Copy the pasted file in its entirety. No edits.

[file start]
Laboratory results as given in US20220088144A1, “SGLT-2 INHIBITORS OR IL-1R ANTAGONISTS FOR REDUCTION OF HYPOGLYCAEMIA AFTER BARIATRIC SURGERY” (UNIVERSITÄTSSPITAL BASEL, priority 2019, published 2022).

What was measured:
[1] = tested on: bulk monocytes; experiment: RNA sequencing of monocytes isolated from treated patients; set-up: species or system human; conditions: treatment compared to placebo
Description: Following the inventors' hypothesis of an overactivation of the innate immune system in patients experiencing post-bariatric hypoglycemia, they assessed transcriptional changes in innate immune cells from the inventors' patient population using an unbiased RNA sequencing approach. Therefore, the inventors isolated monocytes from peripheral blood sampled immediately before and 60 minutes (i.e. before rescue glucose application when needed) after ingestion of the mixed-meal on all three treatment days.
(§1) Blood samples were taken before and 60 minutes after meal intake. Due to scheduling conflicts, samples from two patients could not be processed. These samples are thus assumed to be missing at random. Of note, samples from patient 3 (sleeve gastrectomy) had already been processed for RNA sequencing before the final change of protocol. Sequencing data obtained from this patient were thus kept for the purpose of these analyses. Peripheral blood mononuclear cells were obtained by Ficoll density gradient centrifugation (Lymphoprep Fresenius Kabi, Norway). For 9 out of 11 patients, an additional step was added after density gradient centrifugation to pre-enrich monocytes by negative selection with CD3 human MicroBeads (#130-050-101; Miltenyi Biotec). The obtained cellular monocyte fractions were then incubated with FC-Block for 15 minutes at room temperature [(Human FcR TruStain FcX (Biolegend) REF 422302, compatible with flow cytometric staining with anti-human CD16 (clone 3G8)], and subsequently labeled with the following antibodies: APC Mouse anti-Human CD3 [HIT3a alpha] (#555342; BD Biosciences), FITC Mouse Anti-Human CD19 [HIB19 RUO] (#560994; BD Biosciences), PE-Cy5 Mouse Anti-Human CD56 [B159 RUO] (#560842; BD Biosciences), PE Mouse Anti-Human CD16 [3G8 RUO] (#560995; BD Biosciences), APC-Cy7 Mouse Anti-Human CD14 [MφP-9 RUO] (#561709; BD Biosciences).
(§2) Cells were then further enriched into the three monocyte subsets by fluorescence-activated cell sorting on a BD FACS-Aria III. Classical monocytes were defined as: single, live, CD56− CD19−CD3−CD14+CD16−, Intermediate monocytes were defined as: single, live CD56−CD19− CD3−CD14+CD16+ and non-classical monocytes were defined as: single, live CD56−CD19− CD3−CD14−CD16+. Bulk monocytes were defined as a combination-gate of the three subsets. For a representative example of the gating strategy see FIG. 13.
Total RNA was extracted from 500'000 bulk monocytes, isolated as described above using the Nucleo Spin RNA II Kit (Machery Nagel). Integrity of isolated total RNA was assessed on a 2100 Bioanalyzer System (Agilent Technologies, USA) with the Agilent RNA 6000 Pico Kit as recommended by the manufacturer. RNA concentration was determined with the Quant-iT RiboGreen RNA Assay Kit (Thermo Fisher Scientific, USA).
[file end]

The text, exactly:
Laboratory results as given in US20220088144A1, “SGLT-2 INHIBITORS OR IL-1R ANTAGONISTS FOR REDUCTION OF HYPOGLYCAEMIA AFTER BARIATRIC SURGERY” (UNIVERSITÄTSSPITAL BASEL, priority 2019, published 2022).

What was measured:
[1] = tested on: bulk monocytes; experiment: RNA sequencing of monocytes isolated from treated patients; set-up: species or system human; conditions: treatment compared to placebo
Description: Following the inventors' hypothesis of an overactivation of the innate immune system in patients experiencing post-bariatric hypoglycemia, they assessed transcriptional changes in innate immune cells from the inventors' patient population using an unbiased RNA sequencing approach. Therefore, the inventors isolated monocytes from peripheral blood sampled immediately before and 60 minutes (i.e. before rescue glucose application when needed) after ingestion of the mixed-meal on all three treatment days.
(§1) Blood samples were taken before and 60 minutes after meal intake. Due to scheduling conflicts, samples from two patients could not be processed. These samples are thus assumed to be missing at random. Of note, samples from patient 3 (sleeve gastrectomy) had already been processed for RNA sequencing before the final change of protocol. Sequencing data obtained from this patient were thus kept for the purpose of these analyses. Peripheral blood mononuclear cells were obtained by Ficoll density gradient centrifugation (Lymphoprep Fresenius Kabi, Norway). For 9 out of 11 patients, an additional step was added after density gradient centrifugation to pre-enrich monocytes by negative selection with CD3 human MicroBeads (#130-050-101; Miltenyi Biotec). The obtained cellular monocyte fractions were then incubated with FC-Block for 15 minutes at room temperature [(Human FcR TruStain FcX (Biolegend) REF 422302, compatible with flow cytometric staining with anti-human CD16 (clone 3G8)], and subsequently labeled with the following antibodies: APC Mouse anti-Human CD3 [HIT3a alpha] (#555342; BD Biosciences), FITC Mouse Anti-Human CD19 [HIB19 RUO] (#560994; BD Biosciences), PE-Cy5 Mouse Anti-Human CD56 [B159 RUO] (#560842; BD Biosciences), PE Mouse Anti-Human CD16 [3G8 RUO] (#560995; BD Biosciences), APC-Cy7 Mouse Anti-Human CD14 [MφP-9 RUO] (#561709; BD Biosciences).
(§2) Cells were then further enriched into the three monocyte subsets by fluorescence-activated cell sorting on a BD FACS-Aria III. Classical monocytes were defined as: single, live, CD56− CD19−CD3−CD14+CD16−, Intermediate monocytes were defined as: single, live CD56−CD19− CD3−CD14+CD16+ and non-classical monocytes were defined as: single, live CD56−CD19− CD3−CD14−CD16+. Bulk monocytes were defined as a combination-gate of the three subsets. For a representative example of the gating strategy see FIG. 13.
Total RNA was extracted from 500'000 bulk monocytes, isolated as described above using the Nucleo Spin RNA II Kit (Machery Nagel). Integrity of isolated total RNA was assessed on a 2100 Bioanalyzer System (Agilent Technologies, USA) with the Agilent RNA 6000 Pico Kit as recommended by the manufacturer. RNA concentration was determined with the Quant-iT RiboGreen RNA Assay Kit (Thermo Fisher Scientific, USA).